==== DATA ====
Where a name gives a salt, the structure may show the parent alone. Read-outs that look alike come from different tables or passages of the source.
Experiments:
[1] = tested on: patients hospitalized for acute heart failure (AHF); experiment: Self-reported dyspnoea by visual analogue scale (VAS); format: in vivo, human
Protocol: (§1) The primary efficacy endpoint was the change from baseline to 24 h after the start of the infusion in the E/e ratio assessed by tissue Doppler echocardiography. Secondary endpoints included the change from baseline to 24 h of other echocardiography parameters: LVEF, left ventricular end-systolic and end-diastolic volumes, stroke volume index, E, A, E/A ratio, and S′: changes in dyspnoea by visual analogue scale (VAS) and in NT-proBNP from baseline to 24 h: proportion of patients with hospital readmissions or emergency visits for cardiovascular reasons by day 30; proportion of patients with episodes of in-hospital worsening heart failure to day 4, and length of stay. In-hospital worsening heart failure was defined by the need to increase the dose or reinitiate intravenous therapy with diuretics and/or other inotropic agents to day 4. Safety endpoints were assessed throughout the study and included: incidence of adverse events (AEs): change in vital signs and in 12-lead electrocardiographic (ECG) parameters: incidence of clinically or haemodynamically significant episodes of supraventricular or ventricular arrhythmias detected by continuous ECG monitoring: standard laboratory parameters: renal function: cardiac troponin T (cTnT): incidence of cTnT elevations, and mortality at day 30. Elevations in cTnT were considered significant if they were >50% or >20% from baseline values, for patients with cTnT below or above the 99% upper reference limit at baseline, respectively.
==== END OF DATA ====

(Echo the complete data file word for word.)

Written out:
Where a name gives a salt, the structure may show the parent alone. Read-outs that look alike come from different tables or passages of the source.
Experiments:
[1] = tested on: patients hospitalized for acute heart failure (AHF); experiment: Self-reported dyspnoea by visual analogue scale (VAS); format: in vivo, human
Protocol: (§1) The primary efficacy endpoint was the change from baseline to 24 h after the start of the infusion in the E/e ratio assessed by tissue Doppler echocardiography. Secondary endpoints included the change from baseline to 24 h of other echocardiography parameters: LVEF, left ventricular end-systolic and end-diastolic volumes, stroke volume index, E, A, E/A ratio, and S′: changes in dyspnoea by visual analogue scale (VAS) and in NT-proBNP from baseline to 24 h: proportion of patients with hospital readmissions or emergency visits for cardiovascular reasons by day 30; proportion of patients with episodes of in-hospital worsening heart failure to day 4, and length of stay. In-hospital worsening heart failure was defined by the need to increase the dose or reinitiate intravenous therapy with diuretics and/or other inotropic agents to day 4. Safety endpoints were assessed throughout the study and included: incidence of adverse events (AEs): change in vital signs and in 12-lead electrocardiographic (ECG) parameters: incidence of clinically or haemodynamically significant episodes of supraventricular or ventricular arrhythmias detected by continuous ECG monitoring: standard laboratory parameters: renal function: cardiac troponin T (cTnT): incidence of cTnT elevations, and mortality at day 30. Elevations in cTnT were considered significant if they were >50% or >20% from baseline values, for patients with cTnT below or above the 99% upper reference limit at baseline, respectively.